Confident Futures Initiative - Napier University
Imagine a university where every graduate emerges into the world of work with something that is just as valuable ? or even more valuable ? than his or her degree. Imagine a Scottish University deciding to introduce units on confidence and personal development, so that every graduate leaves with much, much more than paper qualifications.
Working in partnership with the Centre for Confidence and Well-being and a number of other organisations, Edinburgh?s Napier University is poised to pioneer a wide range of confidence-boosting exercises and techniques in which students will be expected to participate throughout their four-year degree course.
Elements of the ?Confident Futures? initiative are already being piloted to enthusiastic staff and students, with the full initiative expected to swing into place in time for the academic year 2008-2009. Students are expected to benefit from coaching, mentoring, personal development workshops and inspirational lectures from people who have overcome major challenges in their lives.
The rationale behind the initiative is that in a fast-changing world graduates need more than academic qualifications. To ensure their adaptability in the face of constant change they also need self-confidence, self-knowledge and interpersonal skills. Those graduates who can combine academic qualifications and experience with self-confidence and a readiness to cope with change will become ?first choice? for employers.
In 2005 Napier University, under the leadership of Principal Joan Stringer, asked the Centre to tender for the design of a programme that would build confidence in its students, while also encouraging them to reflect on how growing confidence can shape their lives. Isobel MacNaughtan, who acted as the Centre for Confidence and Well-being?s project manager, worked closely with university staff and students to draw up a tailor-made programme.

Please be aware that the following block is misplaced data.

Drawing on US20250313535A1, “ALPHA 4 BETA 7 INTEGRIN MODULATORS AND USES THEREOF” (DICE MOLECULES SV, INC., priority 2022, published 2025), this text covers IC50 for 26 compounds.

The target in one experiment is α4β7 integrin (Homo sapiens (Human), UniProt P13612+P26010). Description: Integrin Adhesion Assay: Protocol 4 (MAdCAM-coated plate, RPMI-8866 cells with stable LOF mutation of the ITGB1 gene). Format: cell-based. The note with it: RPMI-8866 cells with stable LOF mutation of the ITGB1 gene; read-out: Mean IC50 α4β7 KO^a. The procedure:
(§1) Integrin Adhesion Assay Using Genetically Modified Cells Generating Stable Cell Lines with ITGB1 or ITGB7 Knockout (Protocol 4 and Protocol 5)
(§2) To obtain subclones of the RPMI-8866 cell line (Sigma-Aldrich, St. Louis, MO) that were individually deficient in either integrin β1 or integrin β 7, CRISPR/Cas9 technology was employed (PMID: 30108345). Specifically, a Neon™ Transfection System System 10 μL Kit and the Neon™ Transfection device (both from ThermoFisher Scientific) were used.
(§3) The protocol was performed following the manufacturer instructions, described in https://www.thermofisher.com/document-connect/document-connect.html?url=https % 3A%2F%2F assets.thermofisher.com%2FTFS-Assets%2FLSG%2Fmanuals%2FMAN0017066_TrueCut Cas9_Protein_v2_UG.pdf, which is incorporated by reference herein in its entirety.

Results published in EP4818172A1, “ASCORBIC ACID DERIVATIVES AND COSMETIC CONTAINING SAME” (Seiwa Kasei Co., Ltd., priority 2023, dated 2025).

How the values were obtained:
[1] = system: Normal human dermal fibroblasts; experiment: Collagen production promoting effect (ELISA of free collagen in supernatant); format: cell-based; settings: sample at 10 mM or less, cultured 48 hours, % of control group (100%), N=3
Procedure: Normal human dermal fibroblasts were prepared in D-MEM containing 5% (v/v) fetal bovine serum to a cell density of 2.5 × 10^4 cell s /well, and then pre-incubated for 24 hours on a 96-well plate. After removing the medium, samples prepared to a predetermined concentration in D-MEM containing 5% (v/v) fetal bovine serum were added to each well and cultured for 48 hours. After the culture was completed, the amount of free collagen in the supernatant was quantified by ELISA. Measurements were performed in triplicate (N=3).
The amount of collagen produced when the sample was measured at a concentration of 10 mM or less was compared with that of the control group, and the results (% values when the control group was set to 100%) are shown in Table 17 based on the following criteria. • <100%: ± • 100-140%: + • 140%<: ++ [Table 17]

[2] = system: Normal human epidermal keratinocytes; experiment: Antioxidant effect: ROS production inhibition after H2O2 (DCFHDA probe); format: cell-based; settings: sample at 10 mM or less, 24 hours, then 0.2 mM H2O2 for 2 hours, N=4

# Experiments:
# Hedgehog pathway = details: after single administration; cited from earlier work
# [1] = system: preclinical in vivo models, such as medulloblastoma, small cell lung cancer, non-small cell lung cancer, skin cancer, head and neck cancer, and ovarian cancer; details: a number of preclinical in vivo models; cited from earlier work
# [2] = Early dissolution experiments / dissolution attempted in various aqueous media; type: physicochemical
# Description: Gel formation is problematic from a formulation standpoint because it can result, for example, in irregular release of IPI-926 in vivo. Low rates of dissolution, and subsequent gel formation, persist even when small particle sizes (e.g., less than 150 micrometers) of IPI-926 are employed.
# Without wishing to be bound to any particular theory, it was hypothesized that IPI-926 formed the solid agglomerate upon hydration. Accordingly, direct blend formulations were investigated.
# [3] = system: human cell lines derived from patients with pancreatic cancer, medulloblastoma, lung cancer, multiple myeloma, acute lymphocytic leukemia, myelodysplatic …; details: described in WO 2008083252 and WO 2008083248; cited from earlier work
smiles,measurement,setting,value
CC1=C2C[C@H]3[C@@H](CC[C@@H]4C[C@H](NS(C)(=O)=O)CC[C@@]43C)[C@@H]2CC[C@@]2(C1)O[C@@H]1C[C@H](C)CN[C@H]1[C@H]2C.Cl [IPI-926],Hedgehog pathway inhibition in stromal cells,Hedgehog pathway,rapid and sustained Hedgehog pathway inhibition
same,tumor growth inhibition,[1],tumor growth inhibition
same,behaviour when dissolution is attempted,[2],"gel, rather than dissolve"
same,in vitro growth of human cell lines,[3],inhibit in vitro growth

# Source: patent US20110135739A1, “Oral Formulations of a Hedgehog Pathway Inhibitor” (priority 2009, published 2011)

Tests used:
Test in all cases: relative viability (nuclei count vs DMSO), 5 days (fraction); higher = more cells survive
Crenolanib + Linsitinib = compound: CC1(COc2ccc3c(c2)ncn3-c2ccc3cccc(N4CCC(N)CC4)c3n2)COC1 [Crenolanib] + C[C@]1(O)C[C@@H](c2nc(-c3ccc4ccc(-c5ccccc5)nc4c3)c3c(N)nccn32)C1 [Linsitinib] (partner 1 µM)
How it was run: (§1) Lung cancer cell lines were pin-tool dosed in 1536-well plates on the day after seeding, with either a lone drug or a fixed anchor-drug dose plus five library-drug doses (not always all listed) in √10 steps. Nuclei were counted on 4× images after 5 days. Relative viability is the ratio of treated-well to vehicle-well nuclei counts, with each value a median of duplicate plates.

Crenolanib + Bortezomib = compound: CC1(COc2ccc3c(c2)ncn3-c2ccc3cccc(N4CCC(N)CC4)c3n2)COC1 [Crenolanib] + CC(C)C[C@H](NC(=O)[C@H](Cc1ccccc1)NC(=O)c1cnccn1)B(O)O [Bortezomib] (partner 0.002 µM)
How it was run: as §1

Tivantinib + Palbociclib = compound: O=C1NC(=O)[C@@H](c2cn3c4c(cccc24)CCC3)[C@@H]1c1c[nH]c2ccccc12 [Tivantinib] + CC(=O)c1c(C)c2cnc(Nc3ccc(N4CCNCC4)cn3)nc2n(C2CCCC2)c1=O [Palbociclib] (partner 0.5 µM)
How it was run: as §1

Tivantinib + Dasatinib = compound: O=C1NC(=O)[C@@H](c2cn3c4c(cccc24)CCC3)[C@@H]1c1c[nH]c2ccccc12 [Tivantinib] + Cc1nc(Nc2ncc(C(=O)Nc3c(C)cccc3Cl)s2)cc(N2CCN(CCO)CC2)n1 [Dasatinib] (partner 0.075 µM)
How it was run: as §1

?Napier University didn?t want an off-the-shelf programme and were prepared to work very closely with the Centre to develop approaches that would truly create confident students,? says Isobel MacNaughtan, (pictured)? who spent a total of 10 days conducting workshops on positive psychology techniques such as the ?three blessings? and ?gratitude? exercises.
?Student input was very important. We got a group of 30 students together and, using co-operative learning techniques, elicited their views on what should be included in the Confident Futures programme. They weren?t in any way cynical about the whole approach to positivity ? in fact they were blown away by it all.?
While some sections of the pilot are being delivered by the Centre, other elements of the programme are being run by training companies.
?The September 2006 launch days went very well and the students are enjoying their participation in programme. The great thing is that staff have also bought into the project and have made a big commitment to the pilots. Following the launch days, staff say that they can already see a difference in student attitudes,? says Isobel MacNaughton.
Since September 2006 some 400 new students have been participating in a pilot programme being conducted in three of the university?s schools of study, with a further 200 postgraduates commencing the course in January 2007. As the programme steps up, February 2007?s new intake of first year students will get involved in the programme right from the first week of their studies.
The aim is to roll out the Confident Futures programme to all first year undergraduates over the next three years.
Now, imagine the impact on Scotland if every graduate was a confident graduate?
The Confident Futures programme comprises: